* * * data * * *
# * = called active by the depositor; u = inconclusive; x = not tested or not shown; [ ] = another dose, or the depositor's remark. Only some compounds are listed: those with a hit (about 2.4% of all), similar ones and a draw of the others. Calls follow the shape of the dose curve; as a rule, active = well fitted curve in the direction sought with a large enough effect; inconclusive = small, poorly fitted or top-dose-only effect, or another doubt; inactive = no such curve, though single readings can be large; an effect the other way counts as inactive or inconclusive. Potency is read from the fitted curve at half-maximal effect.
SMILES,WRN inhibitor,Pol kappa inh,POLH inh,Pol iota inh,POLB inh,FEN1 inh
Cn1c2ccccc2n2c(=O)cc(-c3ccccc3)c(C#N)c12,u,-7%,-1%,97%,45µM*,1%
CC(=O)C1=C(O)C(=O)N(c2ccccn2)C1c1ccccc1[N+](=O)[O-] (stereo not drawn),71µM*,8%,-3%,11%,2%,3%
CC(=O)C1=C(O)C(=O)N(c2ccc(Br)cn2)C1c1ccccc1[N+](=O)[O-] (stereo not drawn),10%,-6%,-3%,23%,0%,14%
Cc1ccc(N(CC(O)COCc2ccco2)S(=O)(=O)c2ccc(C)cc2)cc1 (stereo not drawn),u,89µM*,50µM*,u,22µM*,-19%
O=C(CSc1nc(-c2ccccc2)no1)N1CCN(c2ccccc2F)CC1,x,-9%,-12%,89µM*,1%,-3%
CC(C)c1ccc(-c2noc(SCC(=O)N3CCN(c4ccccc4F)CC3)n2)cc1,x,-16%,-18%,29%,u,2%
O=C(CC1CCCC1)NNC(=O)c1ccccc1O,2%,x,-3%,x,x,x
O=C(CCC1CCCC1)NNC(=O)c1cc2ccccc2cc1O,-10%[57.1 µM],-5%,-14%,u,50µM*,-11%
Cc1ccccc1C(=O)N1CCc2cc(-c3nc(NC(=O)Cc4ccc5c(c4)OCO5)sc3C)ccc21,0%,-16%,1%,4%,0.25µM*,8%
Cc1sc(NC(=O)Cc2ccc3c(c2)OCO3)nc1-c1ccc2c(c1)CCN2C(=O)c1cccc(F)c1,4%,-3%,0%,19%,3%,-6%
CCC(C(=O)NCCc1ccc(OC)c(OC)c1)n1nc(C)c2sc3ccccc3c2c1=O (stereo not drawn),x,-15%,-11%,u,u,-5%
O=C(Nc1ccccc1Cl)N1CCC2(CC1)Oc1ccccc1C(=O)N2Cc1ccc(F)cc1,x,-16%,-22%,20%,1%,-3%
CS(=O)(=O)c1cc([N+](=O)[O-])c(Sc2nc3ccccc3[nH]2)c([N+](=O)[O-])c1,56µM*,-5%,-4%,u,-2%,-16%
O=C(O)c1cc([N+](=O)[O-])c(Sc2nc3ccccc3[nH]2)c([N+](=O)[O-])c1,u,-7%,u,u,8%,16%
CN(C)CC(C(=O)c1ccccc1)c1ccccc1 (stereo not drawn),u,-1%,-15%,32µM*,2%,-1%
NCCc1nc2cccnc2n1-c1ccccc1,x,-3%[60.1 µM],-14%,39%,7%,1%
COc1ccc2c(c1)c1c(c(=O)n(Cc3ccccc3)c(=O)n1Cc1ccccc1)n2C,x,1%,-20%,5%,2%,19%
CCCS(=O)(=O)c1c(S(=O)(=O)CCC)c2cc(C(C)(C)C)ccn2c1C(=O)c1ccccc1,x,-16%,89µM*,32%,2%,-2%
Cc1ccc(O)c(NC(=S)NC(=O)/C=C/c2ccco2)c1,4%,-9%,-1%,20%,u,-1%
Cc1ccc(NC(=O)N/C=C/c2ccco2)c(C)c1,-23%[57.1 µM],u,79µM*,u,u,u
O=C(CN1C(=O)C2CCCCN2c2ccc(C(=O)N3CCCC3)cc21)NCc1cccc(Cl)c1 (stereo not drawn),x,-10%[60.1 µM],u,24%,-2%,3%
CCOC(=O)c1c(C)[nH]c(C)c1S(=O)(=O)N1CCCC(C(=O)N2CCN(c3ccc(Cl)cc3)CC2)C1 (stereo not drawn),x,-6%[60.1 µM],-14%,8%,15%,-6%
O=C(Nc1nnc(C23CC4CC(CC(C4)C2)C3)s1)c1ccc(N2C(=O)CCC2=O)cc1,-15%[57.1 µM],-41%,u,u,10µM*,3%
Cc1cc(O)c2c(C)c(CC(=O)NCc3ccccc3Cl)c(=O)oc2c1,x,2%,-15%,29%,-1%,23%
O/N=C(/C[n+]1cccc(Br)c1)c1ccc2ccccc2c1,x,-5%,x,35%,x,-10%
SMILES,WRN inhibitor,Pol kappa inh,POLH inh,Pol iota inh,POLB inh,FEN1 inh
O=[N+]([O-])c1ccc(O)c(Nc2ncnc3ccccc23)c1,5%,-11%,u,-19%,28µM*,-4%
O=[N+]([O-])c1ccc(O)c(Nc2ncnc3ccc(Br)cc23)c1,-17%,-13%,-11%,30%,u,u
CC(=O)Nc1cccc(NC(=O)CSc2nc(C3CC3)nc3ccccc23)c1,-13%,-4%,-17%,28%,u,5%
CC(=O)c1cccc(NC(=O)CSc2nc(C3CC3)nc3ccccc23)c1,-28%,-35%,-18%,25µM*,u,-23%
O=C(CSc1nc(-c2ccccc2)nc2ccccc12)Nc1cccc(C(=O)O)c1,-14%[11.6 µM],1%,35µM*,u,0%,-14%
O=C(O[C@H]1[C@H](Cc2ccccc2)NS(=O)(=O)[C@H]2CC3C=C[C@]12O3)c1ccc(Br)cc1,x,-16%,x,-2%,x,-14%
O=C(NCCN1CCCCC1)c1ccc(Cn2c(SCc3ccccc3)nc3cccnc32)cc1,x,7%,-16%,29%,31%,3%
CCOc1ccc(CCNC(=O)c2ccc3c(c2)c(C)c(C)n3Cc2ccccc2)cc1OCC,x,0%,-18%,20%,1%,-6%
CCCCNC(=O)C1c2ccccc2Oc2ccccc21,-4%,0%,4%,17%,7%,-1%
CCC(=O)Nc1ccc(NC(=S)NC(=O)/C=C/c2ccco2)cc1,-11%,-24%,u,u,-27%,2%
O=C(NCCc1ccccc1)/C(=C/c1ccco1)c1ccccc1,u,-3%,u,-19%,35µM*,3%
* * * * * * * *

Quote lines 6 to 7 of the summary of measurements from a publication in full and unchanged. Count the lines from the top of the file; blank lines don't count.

Cc1ccc(N(CC(O)COCc2ccco2)S(=O)(=O)c2ccc(C)cc2)cc1 (stereo not drawn),u,89µM*,50µM*,u,22µM*,-19%
O=C(CSc1nc(-c2ccccc2)no1)N1CCN(c2ccccc2F)CC1,x,-9%,-12%,89µM*,1%,-3%